This will vary depending on who you ask in our family. Lily says that she really loved the cooking class we took in Chiang Mai. In Varanasi, Mason sat down and talked with a group of kids playing cricket and had a really cool moment just connecting with them. For me, I would say the temples at Angkor have been the most moving, but if I am being honest — and slightly cheesy — my favorite moments are when we are all sitting around talking about what we did that day or where we are going the next day and we are completely undistracted by the overstuffed schedules and obligations we have back home. This time together is precious to me.
Why do you think fewer families do this? Were there any big obstacles that got in your way in the beginning?
I think a lot of families are concerned about the cost and the amount of time spent together. Cost was always an obstacle for us, and we ended up postponing the trip for a year so we could save more and have a better budget to fund our travel. The kids got a lot of astonishment from their friends along the lines of “how will you spend that much time with your family without killing each other?” We haven’t found this to be an issue. Other than some moments where we are a little grouchy with one another — which happens at home too — we have gotten along great.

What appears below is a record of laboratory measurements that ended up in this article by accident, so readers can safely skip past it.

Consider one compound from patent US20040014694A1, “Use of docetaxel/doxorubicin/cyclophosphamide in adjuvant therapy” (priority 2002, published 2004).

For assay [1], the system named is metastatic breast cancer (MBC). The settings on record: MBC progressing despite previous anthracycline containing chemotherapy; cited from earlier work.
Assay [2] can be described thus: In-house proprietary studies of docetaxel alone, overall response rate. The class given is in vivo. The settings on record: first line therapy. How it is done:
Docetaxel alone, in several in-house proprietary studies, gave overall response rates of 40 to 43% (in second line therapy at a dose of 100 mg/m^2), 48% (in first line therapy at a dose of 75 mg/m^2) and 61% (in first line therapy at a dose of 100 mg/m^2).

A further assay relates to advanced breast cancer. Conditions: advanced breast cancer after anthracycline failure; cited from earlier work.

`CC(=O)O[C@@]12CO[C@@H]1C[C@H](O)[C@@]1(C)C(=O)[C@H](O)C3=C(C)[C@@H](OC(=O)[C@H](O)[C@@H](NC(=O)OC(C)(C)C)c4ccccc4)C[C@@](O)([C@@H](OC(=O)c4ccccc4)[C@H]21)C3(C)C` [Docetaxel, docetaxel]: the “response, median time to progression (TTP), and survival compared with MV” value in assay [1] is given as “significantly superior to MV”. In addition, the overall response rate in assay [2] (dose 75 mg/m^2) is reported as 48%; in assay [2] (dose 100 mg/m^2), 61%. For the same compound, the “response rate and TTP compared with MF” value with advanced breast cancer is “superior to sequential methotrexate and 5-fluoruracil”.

That being said, if you don’t enjoy each other’s company at home, long-term travel might be difficult. But we’ve had to learn to work together as a team to handle things like travel days. And once we got stuck on a mountain for 12 hours, so we had to take care of one another, and those things have brought us closer as a family. Although admittedly, we were a pretty tight family to begin with.
What do your kids think about this experience?
Well, I asked them right now and this was their reply:
“It’s been eye opening. It’s hard to take it all in while you are doing it, and it just seems like ‘this is my life today.’ We think people expect us to say it is life changing, but we don’t feel that yet. It’s too hard to explain to people at home what it feels like to sit on a temple and listen to Buddhist prayers for an hour and explain that experience in a way that people will understand.”
When you were planning this big trip, what were some of the fears you had?
I am a big fat worrywart. I fret about EVERYTHING, so I would lie in bed at night and think of all of the possible things that could go wrong to the point where I was making myself crazy. Safety was my biggest fear. If you believe the news, the world is a horrible, awful place where everyone is trying to kill you and nowhere is safe. We have found the truth to be so fundamentally different. People are full of kindness and hospitality, and we have been well taken care of in our travels by perfect strangers.
What are two things about travel you’ve learned that have made you go, “Wow, it’s that simple, huh?!”?
- The vast discrepancy between what we are told on the news and what is actually happening on the ground. Everyone was terrified of us being in Turkey, but Turkey was where we had the most positive experiences with people. People went far out of their way to make us feel welcome, safe, and cared for. They definitely have impacted our hearts and our trip in the most positive way, and we look back on our time there and are so moved by the people we met.
- How many people speak English and how well. We thought communication would be a huge obstacle for us, but it has literally been a nonissue. Everywhere we have gone, people have spoken great English, and we have never had an issue arise due to miscommunication.